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Friday, February 11, 2011

Watching the Culture War in Right Wing Alberta

The latest Environics Research Group Poll of 1,011 random Albertans 18 years old and over, in six geographic segments, Edmonton, Calgary, small cities, rural south, central and northern done between January 20 and 31, 2011 with a margin of error of +/-3.1% 95 times out of 100.

Good News for the PCs?  Not So Much!
The results are very interesting and imply some surprising changes.  Notwithstanding the turmoil in health care from Duckett to Sherman and the emergency room crisis, the PC support not only held, it improved from a pretty consistent base of 34% in three surveys from October 2009, March and November 2010 to 38% today.

There is a misplaced sense of relief in the PCs based on finally having hit the bottom...an presuming the only way to go it up.  Remember Premier Stelmach announced he is leaving politics (eventually) on January 25, with wall to wall media coverage and right in the middle of this poll.

What is the contributing factor of the 4% bounce for the PCs?  Some will say the Stelmach departure announcement and I expect that is partly right. Others will say the Wildrose Alliance has peaked and the support  was a parking place to send a message of dissatisfaction to Premier Stelmach.  He seems to have gotten the message by quitting so it is time to return to the PC fold. That is partly right too.  It looks like it is definitely right when yo see a 10% up tick for the PCs outside Edmonton and Calgary...that will be cause for a sigh of relief in Toryland.  The anger fomenting in rural Alberta over land bills and fears of private property rights in the face of increased Ministerial power over people is not turning folks off the PC or causing them to rush to the Alliance.  In fact the Alliance support in rural and small city Alberta is down 8%.  Go figure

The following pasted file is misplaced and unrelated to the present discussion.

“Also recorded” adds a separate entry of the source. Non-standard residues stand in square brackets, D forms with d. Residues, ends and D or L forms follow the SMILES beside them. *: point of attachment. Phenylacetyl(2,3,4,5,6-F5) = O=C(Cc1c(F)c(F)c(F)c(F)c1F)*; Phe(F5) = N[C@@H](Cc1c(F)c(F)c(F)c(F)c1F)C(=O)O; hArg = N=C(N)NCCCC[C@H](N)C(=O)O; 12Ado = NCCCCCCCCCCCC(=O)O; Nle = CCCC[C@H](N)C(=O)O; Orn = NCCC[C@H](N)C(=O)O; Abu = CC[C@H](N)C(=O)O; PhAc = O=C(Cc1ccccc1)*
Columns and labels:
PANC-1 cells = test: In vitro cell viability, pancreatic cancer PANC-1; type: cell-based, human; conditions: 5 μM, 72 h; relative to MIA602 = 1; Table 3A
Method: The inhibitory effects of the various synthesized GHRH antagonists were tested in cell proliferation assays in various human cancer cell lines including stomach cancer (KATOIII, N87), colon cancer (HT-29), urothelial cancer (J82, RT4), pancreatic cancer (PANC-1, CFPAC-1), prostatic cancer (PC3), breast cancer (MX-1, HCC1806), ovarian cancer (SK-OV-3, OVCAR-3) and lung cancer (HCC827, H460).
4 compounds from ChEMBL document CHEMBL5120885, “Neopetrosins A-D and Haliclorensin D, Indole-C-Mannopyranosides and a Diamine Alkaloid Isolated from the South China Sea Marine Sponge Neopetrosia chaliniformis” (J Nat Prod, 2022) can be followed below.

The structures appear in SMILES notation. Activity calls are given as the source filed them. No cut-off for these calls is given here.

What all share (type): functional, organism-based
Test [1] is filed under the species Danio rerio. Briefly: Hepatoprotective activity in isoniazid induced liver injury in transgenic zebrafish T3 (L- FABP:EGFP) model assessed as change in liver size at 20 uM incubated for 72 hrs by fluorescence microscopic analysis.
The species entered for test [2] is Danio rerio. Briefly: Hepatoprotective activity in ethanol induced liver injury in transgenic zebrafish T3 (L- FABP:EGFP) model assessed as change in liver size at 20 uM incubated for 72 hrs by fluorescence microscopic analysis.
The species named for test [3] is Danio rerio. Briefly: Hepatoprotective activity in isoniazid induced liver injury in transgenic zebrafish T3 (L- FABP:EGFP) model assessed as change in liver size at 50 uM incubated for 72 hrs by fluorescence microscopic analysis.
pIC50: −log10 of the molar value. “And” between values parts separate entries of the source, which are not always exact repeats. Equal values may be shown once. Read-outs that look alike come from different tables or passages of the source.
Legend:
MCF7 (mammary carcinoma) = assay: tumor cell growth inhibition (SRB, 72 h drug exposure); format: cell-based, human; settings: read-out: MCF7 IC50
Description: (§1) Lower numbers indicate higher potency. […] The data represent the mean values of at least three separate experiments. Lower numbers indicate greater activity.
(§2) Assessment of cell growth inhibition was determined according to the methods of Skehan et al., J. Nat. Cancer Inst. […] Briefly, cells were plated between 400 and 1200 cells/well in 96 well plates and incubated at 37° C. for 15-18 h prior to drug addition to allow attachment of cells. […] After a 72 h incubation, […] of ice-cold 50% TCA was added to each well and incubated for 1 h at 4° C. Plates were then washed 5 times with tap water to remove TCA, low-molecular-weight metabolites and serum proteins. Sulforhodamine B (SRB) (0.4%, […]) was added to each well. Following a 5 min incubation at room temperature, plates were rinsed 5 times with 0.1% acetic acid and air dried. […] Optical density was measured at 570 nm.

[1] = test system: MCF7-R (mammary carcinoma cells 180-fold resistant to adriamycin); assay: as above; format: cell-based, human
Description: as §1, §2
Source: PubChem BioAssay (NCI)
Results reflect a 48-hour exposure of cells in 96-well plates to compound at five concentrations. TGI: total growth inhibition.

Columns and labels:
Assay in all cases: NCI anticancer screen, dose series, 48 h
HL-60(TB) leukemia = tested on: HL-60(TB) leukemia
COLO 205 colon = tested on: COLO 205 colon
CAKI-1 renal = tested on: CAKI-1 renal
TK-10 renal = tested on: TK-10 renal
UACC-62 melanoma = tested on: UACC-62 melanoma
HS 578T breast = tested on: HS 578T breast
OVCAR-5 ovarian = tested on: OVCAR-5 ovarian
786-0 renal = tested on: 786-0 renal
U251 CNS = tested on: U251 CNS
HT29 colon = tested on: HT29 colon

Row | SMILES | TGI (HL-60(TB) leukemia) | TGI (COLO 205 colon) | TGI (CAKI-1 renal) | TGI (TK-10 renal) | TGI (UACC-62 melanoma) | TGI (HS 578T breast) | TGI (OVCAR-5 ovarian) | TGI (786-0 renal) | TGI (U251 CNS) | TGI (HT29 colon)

Bottom line, the PCs are in minority government territory no matter which way you slice the numbers.  That is merely survival at best and not success by any measure given the dynasty they have created.

Wildrose Alliance Peaked and Piqued?
The question about the WAP is how solid is their support and what level is it at when push come to shove at the actual ballot box?  As a place to protest the Alliance has been handy since the Calgary Glenmore By-election when the Deputy Premier quit.  The Alliance won but the Liberal vote held and the PCs dropped to third place from a very comfortable margin of support from before.  The message was being sent by some Calgary PCs staying home and others in open anger with their perceived loss of influence on the Premier's office from the Ralph Klein days.

The drop of 2% in Calgary for the PCs and the Alliance with a 3% drop by the NDP resulted in a 5% bounce for the Liberals.  Calgary is getting interesting and volatile now too as voters there showed with the election of Mayor Naheed Nenshi, an Alberta Party supporter.  Danielle Smith is more than Calgary-centric but the "entitled" power elites in Calgary now longer control the vote results.  Nenshi proved that last October.